City plans to demolish Natatorium by end of June

City Commissioners voted unanimously during their Jan. 17 meeting to approve a contract for the first stages of demolishing the Natatorium.

Commissioner approved a $34,250 professional services agreement with TD&H Engineering for design and construction phases to support the demolition of the 17,200 square foot Natatorium, which has been closed since the end of 2018.

The decision to close the Nat came after bricks fell off the exterior of the building in early 2018, exposing additional problems with the façade and roof with repairs at an estimated $539,834 to $613,088.

The Natatorium is located at 2nd Avenue North and 12th Street.

City Park and Recreation Director Steve Herrig said the contract include plans for demolition, saving the front sidewalk and the basketball courts and laying out the new playground and pavilion planned for the park space.

The planning phase will be funded by park maintenance district funds, Herrig said.

Park and Rec has requested Community Development Block Grant funds for the demolition work and that grant will be considered at a February commission meeting.

Construction progressing on city’s new indoor aquatic facility

If awarded, Herrig said the city will go out for bids for demolition that has to be completed by the end of June under the grant agreement.

The Natatorium is being replaced by the indoor aquatic and recreation center currently under construction in Lions Park.

City approves contract changes for indoor aquatics center

The current Nat was built in 1966, after its predecessor on the same site was closed in 1963 due to significant settling throughout the building causing walls to shift, the pool to leak and the foundation to crack, according to a memo from City Manager Greg Doyon during the city’s 2018 budget process, which included multiple public meetings.

A 2011 study found masonry staining, groundwater concerns, water leakage in the basement and other nonstructural issues. The high water table at the site was also a concern in the report and it recommended projects totaling $997,114 that should be done over 1 to 50 years, according to city records.

Proposed pool fee increases small; aquatics program facing larger budgetary challenges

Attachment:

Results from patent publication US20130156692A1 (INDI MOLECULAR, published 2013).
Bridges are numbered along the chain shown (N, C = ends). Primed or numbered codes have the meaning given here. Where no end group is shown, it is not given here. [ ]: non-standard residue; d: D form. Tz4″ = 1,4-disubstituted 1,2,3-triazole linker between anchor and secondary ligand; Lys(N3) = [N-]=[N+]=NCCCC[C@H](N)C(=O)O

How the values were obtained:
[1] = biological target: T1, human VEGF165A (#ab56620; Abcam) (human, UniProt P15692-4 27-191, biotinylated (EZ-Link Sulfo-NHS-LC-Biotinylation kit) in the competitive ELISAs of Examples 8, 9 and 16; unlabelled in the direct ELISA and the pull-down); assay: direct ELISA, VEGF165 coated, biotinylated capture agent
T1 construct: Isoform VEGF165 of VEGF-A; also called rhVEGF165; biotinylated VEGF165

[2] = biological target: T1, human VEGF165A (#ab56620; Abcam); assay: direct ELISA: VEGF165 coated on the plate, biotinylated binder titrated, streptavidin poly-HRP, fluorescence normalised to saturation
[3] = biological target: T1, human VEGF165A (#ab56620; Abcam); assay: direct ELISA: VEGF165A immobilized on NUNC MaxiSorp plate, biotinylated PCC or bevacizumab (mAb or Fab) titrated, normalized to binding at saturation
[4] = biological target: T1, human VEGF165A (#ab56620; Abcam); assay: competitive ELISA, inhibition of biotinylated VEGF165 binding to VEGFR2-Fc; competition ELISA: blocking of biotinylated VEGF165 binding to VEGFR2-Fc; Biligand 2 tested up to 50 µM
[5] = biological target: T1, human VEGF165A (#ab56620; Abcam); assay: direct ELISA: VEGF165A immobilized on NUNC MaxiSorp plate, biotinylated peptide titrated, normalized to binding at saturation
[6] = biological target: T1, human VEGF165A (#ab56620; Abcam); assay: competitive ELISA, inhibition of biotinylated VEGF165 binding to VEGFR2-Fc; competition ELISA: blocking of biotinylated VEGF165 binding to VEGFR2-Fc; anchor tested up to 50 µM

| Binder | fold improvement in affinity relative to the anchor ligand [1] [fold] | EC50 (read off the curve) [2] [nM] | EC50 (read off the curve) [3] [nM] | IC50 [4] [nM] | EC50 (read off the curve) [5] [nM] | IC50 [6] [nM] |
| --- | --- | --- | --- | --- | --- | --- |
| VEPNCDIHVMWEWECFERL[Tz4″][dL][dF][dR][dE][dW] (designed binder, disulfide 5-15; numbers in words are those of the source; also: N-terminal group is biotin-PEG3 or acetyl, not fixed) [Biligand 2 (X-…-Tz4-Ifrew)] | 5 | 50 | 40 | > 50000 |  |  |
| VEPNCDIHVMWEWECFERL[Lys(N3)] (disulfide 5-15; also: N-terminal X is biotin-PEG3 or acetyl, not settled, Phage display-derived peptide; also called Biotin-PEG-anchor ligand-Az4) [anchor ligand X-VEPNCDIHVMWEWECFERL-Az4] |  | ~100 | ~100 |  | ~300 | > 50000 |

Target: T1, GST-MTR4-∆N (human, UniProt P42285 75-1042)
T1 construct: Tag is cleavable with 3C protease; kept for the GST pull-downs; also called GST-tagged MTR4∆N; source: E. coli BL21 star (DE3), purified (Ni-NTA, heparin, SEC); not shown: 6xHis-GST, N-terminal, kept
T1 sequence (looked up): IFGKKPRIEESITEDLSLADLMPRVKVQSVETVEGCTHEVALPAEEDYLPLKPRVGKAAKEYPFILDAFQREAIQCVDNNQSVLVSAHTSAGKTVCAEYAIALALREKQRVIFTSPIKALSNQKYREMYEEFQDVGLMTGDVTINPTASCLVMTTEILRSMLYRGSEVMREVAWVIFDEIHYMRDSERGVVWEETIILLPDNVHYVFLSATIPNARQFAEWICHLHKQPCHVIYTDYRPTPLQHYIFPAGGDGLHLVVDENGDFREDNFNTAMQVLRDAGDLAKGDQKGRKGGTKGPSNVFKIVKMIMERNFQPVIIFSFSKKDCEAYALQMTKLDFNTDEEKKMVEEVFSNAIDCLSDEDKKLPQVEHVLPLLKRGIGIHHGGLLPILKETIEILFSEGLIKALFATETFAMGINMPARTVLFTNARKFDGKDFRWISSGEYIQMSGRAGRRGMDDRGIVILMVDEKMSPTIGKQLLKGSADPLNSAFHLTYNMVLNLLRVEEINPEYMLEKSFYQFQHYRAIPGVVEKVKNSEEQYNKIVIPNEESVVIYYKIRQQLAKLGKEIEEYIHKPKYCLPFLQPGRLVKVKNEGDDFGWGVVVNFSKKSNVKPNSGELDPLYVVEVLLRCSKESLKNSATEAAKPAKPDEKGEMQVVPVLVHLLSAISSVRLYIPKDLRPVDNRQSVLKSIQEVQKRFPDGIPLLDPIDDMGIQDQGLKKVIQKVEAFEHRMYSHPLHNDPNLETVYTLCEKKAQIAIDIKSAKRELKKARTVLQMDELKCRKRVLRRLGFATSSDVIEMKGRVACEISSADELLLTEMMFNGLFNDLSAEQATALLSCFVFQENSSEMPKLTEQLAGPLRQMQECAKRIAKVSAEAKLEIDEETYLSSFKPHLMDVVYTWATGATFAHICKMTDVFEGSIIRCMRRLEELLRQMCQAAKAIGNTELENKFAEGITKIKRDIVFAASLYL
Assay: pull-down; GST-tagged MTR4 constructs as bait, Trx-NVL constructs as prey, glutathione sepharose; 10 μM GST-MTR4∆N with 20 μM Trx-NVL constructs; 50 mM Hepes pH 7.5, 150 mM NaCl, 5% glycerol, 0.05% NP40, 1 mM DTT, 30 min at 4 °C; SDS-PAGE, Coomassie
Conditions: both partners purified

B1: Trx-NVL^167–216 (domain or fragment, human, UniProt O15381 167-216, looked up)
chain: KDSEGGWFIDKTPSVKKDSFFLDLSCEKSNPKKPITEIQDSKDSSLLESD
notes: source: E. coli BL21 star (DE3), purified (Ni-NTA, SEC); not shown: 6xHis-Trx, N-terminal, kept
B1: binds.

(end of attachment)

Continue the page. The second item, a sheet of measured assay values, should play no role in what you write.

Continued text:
Since then, the city has partially removed the top of nonbearing load walls to allow for foundational movement, mud jacking and door replacement.

Since 2004, the city has also done more than $357,939 in repairs including roof repairs, ventilation tunnels around the pool were filled with concrete since they were in danger of collapsing, a new pool liner, drain pipe liner, boiler replacement, pool desk resurfacing, asbestos testing, southwest corner to women’s locker room lifted due to cracks and settling in foundation, doors and door jams replaced.

City looking at costs, options to repair Natatorium, Civic Center, wave rider

In the meantime, the city is continuing to offer lessons and swim classes at the Mustang Pool at the Montana School for the Deaf and Blind.

City working to use MSDB pool as alternative while replacing Natatorium

Herrig also discussed the lifeguard shortage briefly with the board.

“Staffing this year was pretty touch,” he said.

Citizens organizing for Great Falls’ future of indoor swimming

Herrig said the city offered to reimburse lifeguards for their cost of their certifications if they stayed the full season, but it didn’t keep staffing levels at the required levels to keep the neighborhood pools open.

Citizens ask to save Natatorium; city plan remains closure by Dec. 31

The city focused their lifeguard resources on the water park, Herrig said, but kept the spray parks open since they don’t need lifeguards.

Commission adopts budget, including intent to raise taxes and plan to close Natatorium

Herrig said that aquatics staff checked with the county club, high school and other community pools to potentially find additional lifeguards, but with no luck. Herrig said he spoke with aquatics facilities in other Montana cities who also had trouble staffing lifeguards this summer.